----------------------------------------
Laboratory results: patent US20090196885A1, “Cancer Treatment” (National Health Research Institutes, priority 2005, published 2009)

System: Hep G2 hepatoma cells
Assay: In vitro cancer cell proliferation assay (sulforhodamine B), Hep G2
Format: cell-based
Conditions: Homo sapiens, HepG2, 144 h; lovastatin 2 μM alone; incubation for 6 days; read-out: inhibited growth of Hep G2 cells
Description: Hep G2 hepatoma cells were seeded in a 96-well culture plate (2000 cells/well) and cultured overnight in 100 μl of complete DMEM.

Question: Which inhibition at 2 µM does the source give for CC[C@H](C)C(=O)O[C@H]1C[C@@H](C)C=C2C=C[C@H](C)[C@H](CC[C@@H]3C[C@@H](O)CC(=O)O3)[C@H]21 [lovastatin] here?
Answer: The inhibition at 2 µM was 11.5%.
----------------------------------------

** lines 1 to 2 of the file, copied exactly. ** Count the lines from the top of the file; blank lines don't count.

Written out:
Laboratory results: patent US20090196885A1, “Cancer Treatment” (National Health Research Institutes, priority 2005, published 2009)

System: Hep G2 hepatoma cells